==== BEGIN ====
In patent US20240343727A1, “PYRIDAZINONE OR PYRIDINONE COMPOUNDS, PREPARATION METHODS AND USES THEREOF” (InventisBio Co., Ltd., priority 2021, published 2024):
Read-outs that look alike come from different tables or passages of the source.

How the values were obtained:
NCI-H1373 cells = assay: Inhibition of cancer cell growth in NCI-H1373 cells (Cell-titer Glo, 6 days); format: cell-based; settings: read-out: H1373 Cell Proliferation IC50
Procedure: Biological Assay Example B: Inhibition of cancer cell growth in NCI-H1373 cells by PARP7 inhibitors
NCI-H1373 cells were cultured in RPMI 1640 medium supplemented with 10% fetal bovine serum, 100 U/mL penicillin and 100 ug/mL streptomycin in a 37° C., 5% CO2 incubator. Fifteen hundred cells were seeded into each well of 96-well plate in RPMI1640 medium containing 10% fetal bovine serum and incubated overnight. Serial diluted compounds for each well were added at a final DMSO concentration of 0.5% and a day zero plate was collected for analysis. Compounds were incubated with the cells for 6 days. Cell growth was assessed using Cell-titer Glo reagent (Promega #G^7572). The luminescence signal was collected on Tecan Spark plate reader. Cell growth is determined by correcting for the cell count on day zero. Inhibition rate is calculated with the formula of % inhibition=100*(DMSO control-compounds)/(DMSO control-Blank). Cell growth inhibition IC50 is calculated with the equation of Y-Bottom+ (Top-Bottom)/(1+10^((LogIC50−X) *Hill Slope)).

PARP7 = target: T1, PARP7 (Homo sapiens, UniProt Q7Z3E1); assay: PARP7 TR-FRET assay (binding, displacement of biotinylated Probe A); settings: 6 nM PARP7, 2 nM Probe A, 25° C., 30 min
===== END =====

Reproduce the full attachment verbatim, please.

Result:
In patent US20240343727A1, “PYRIDAZINONE OR PYRIDINONE COMPOUNDS, PREPARATION METHODS AND USES THEREOF” (InventisBio Co., Ltd., priority 2021, published 2024):
Read-outs that look alike come from different tables or passages of the source.

How the values were obtained:
NCI-H1373 cells = assay: Inhibition of cancer cell growth in NCI-H1373 cells (Cell-titer Glo, 6 days); format: cell-based; settings: read-out: H1373 Cell Proliferation IC50
Procedure: Biological Assay Example B: Inhibition of cancer cell growth in NCI-H1373 cells by PARP7 inhibitors
NCI-H1373 cells were cultured in RPMI 1640 medium supplemented with 10% fetal bovine serum, 100 U/mL penicillin and 100 ug/mL streptomycin in a 37° C., 5% CO2 incubator. Fifteen hundred cells were seeded into each well of 96-well plate in RPMI1640 medium containing 10% fetal bovine serum and incubated overnight. Serial diluted compounds for each well were added at a final DMSO concentration of 0.5% and a day zero plate was collected for analysis. Compounds were incubated with the cells for 6 days. Cell growth was assessed using Cell-titer Glo reagent (Promega #G^7572). The luminescence signal was collected on Tecan Spark plate reader. Cell growth is determined by correcting for the cell count on day zero. Inhibition rate is calculated with the formula of % inhibition=100*(DMSO control-compounds)/(DMSO control-Blank). Cell growth inhibition IC50 is calculated with the equation of Y-Bottom+ (Top-Bottom)/(1+10^((LogIC50−X) *Hill Slope)).

PARP7 = target: T1, PARP7 (Homo sapiens, UniProt Q7Z3E1); assay: PARP7 TR-FRET assay (binding, displacement of biotinylated Probe A); settings: 6 nM PARP7, 2 nM Probe A, 25° C., 30 min